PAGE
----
International pianist to tune up UVM

One European music star is embarking on his first tour of the U.S. – first stop, Vermont.

Italian singer and songwriter Raphael Gualazzi will be playing a free show at Southwick Music Recital Hall, 7 p.m. April 16. The concert is being put on by UVM Program Board.

“In the concert committee, we’re always looking for new events,” senior Jordan Ganz said. Ganz is a member of the UPB Concerts Bureau. “We’re trying to get away from what we’ve already done,” he said.

Steve Ferraris, UVM affiliate artist and musical partner of Gualazzi, said Gualazzi has a very wide appeal, but still offers diverse sounds. “The thing about Raphael is that he is a very talented piano player, he’s classically trained,” Ferraris said. “He is a very good vocalist; he sings in English, he sings in Italian, and he’s a very talented song writer. He’s a triple threat.” 

Ferraris said that Gualazzi’s music appeals to college-aged audiences because it is original but also draws on a wide array of musical styles. “His music is very sophisticated,” he said. “It’s popular music but the level of sophistication and musicianship is very high.”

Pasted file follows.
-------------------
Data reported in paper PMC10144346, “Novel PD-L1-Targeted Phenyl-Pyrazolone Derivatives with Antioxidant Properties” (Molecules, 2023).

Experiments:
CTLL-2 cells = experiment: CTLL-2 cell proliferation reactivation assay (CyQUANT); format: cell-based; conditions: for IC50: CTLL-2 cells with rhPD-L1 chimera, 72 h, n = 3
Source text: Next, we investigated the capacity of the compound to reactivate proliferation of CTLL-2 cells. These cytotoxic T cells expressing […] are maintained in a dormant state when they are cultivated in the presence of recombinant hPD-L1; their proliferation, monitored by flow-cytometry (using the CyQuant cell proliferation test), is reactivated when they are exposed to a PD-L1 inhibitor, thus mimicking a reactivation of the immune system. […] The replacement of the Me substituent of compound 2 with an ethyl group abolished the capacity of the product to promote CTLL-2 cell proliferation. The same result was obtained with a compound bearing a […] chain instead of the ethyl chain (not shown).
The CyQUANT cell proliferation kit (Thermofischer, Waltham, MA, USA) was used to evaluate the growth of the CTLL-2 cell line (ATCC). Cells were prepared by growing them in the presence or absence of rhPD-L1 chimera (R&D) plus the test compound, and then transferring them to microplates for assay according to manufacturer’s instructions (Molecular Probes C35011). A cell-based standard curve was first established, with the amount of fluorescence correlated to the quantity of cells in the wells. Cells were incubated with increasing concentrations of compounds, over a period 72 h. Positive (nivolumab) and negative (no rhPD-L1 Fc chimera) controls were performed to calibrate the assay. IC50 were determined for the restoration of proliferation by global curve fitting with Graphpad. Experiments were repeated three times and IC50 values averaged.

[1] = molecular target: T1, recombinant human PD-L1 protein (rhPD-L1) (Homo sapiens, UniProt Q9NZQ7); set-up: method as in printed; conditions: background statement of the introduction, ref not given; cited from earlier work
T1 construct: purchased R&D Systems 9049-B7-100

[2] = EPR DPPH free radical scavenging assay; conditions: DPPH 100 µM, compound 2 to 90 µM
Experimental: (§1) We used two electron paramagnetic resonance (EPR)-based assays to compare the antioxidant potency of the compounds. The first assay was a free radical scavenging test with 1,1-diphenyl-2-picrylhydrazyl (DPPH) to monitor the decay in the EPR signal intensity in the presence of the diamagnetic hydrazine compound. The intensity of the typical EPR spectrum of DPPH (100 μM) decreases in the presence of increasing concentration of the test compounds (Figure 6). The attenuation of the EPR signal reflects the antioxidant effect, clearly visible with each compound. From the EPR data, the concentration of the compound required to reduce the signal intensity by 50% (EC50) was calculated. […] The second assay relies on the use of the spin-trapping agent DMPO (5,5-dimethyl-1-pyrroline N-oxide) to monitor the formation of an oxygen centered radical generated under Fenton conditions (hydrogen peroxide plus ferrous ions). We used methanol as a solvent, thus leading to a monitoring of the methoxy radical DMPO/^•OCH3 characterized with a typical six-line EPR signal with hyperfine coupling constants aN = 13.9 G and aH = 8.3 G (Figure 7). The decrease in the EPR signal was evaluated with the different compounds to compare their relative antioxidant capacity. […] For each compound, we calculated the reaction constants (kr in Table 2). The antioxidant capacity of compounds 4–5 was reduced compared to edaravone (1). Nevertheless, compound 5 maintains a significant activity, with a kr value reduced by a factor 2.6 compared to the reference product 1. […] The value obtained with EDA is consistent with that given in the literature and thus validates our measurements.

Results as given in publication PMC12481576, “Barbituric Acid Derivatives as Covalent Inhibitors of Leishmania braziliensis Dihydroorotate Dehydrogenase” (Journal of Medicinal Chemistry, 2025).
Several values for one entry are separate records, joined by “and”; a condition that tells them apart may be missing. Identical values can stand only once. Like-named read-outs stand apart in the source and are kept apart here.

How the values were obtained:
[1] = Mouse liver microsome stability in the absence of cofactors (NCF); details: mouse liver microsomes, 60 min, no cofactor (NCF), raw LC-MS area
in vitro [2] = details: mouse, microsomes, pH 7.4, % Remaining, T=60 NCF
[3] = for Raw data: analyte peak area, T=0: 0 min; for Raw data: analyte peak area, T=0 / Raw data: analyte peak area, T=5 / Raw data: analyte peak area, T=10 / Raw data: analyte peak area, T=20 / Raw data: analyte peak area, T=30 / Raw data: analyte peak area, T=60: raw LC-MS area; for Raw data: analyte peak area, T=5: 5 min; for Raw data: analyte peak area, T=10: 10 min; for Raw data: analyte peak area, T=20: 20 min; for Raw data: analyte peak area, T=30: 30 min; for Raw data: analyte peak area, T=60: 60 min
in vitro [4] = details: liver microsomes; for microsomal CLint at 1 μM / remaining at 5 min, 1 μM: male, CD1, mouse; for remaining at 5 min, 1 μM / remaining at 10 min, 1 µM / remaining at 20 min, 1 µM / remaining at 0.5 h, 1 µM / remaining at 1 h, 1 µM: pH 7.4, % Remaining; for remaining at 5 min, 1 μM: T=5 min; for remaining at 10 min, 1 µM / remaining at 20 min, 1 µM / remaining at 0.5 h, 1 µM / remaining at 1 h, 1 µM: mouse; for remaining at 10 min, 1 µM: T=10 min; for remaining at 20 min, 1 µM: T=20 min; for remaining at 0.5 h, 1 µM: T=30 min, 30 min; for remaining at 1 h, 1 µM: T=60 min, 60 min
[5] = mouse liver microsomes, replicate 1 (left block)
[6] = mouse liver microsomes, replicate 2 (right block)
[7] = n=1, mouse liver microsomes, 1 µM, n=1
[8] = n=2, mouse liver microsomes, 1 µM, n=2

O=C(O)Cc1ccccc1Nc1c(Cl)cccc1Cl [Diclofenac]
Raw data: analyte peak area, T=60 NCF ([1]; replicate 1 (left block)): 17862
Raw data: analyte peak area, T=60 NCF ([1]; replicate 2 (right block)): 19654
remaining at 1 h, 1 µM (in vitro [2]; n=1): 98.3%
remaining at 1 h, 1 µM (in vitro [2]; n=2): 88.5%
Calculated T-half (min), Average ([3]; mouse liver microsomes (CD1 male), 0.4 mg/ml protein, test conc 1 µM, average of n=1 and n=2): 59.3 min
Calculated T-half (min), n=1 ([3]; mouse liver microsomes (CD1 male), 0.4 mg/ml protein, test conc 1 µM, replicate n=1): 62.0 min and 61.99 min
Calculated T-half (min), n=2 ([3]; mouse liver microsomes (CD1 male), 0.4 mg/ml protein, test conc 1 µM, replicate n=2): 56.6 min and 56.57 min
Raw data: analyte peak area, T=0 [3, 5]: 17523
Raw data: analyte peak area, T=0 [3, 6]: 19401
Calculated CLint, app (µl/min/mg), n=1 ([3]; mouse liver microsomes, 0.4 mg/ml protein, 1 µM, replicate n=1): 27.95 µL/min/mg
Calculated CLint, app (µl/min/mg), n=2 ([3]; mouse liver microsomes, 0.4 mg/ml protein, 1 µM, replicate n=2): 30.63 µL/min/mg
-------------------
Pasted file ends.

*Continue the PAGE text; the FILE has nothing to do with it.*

Gualazzi said he first fell in love with the piano as an instrument when he was 9 years old, and began studying at a conservatory soon after. He studied classical music for eight years. He said he later discovered jazz and blues and struggled to learn and incorporate the new sounds into his own music.

“My goal was to bring all the skills that I was learning at the conservatory into this beautiful blues vibe,” Gualazzi said. “[This was difficult because] we had to learn [jazz] by ear or taking private lessons,” he said. Gualazzi said he prefers to try out different genres of music rather than staying with what is familiar.

“There are some artists, they find a certain kind of coat, and once they understand that this coat works they will repeat it over and over,” he said. Gualazzi said what he loves most about jazz as a genre is the freedom and wisdom that accompany it. “[In jazz] you can get your freedom but you also have to be responsible for your actions,” he said.